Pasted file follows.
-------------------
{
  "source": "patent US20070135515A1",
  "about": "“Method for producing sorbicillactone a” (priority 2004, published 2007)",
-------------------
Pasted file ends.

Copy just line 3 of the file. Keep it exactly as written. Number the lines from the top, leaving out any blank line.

  "about": "“Method for producing sorbicillactone a” (priority 2004, published 2007)",